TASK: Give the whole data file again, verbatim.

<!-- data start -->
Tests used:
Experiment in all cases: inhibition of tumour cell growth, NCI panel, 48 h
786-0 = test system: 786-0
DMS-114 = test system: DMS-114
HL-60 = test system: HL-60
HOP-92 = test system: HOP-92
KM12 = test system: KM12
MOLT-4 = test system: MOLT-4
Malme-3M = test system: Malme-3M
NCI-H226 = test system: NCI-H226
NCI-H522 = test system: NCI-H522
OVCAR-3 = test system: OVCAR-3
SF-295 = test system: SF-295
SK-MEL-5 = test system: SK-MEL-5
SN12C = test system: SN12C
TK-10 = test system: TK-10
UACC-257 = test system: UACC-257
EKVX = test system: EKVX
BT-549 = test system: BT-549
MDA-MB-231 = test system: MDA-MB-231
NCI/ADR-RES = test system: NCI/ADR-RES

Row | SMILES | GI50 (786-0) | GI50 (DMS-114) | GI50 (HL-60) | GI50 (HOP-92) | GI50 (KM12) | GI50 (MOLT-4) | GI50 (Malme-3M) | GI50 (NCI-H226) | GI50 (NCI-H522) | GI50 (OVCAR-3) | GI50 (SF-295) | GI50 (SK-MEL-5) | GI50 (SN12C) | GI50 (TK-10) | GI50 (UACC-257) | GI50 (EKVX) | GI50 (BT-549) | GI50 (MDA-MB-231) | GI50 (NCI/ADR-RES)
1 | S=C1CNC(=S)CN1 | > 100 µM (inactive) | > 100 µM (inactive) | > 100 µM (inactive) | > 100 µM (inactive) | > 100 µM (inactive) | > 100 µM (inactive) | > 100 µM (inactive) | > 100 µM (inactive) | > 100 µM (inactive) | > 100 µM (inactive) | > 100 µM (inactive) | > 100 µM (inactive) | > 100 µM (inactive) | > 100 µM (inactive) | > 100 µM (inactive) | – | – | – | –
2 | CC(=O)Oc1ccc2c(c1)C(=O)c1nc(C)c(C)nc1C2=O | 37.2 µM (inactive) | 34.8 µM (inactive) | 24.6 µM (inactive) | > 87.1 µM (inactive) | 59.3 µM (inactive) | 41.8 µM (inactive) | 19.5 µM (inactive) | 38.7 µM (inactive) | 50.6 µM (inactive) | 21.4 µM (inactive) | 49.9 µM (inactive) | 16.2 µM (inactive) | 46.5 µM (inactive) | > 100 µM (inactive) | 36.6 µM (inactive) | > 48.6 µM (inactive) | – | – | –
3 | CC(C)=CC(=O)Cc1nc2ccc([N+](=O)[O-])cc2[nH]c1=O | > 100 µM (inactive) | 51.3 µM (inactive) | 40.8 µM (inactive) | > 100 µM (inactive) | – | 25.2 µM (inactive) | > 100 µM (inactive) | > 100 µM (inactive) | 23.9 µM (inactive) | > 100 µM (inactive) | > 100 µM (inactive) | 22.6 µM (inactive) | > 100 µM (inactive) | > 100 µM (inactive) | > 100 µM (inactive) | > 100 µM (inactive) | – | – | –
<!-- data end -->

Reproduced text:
Tests used:
Experiment in all cases: inhibition of tumour cell growth, NCI panel, 48 h
786-0 = test system: 786-0
DMS-114 = test system: DMS-114
HL-60 = test system: HL-60
HOP-92 = test system: HOP-92
KM12 = test system: KM12
MOLT-4 = test system: MOLT-4
Malme-3M = test system: Malme-3M
NCI-H226 = test system: NCI-H226
NCI-H522 = test system: NCI-H522
OVCAR-3 = test system: OVCAR-3
SF-295 = test system: SF-295
SK-MEL-5 = test system: SK-MEL-5
SN12C = test system: SN12C
TK-10 = test system: TK-10
UACC-257 = test system: UACC-257
EKVX = test system: EKVX
BT-549 = test system: BT-549
MDA-MB-231 = test system: MDA-MB-231
NCI/ADR-RES = test system: NCI/ADR-RES

Row | SMILES | GI50 (786-0) | GI50 (DMS-114) | GI50 (HL-60) | GI50 (HOP-92) | GI50 (KM12) | GI50 (MOLT-4) | GI50 (Malme-3M) | GI50 (NCI-H226) | GI50 (NCI-H522) | GI50 (OVCAR-3) | GI50 (SF-295) | GI50 (SK-MEL-5) | GI50 (SN12C) | GI50 (TK-10) | GI50 (UACC-257) | GI50 (EKVX) | GI50 (BT-549) | GI50 (MDA-MB-231) | GI50 (NCI/ADR-RES)
1 | S=C1CNC(=S)CN1 | > 100 µM (inactive) | > 100 µM (inactive) | > 100 µM (inactive) | > 100 µM (inactive) | > 100 µM (inactive) | > 100 µM (inactive) | > 100 µM (inactive) | > 100 µM (inactive) | > 100 µM (inactive) | > 100 µM (inactive) | > 100 µM (inactive) | > 100 µM (inactive) | > 100 µM (inactive) | > 100 µM (inactive) | > 100 µM (inactive) | – | – | – | –
2 | CC(=O)Oc1ccc2c(c1)C(=O)c1nc(C)c(C)nc1C2=O | 37.2 µM (inactive) | 34.8 µM (inactive) | 24.6 µM (inactive) | > 87.1 µM (inactive) | 59.3 µM (inactive) | 41.8 µM (inactive) | 19.5 µM (inactive) | 38.7 µM (inactive) | 50.6 µM (inactive) | 21.4 µM (inactive) | 49.9 µM (inactive) | 16.2 µM (inactive) | 46.5 µM (inactive) | > 100 µM (inactive) | 36.6 µM (inactive) | > 48.6 µM (inactive) | – | – | –
3 | CC(C)=CC(=O)Cc1nc2ccc([N+](=O)[O-])cc2[nH]c1=O | > 100 µM (inactive) | 51.3 µM (inactive) | 40.8 µM (inactive) | > 100 µM (inactive) | – | 25.2 µM (inactive) | > 100 µM (inactive) | > 100 µM (inactive) | 23.9 µM (inactive) | > 100 µM (inactive) | > 100 µM (inactive) | 22.6 µM (inactive) | > 100 µM (inactive) | > 100 µM (inactive) | > 100 µM (inactive) | > 100 µM (inactive) | – | – | –